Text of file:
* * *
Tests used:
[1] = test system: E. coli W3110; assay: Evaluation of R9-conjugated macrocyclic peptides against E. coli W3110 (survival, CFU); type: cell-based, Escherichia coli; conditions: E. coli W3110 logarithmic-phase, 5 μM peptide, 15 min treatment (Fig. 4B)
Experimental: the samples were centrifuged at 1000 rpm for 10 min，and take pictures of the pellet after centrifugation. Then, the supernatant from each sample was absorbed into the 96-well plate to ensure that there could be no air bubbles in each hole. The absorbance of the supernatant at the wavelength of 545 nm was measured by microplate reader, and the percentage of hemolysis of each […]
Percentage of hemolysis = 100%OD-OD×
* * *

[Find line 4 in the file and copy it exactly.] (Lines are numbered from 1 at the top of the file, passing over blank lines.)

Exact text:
Percentage of hemolysis = 100%OD-OD×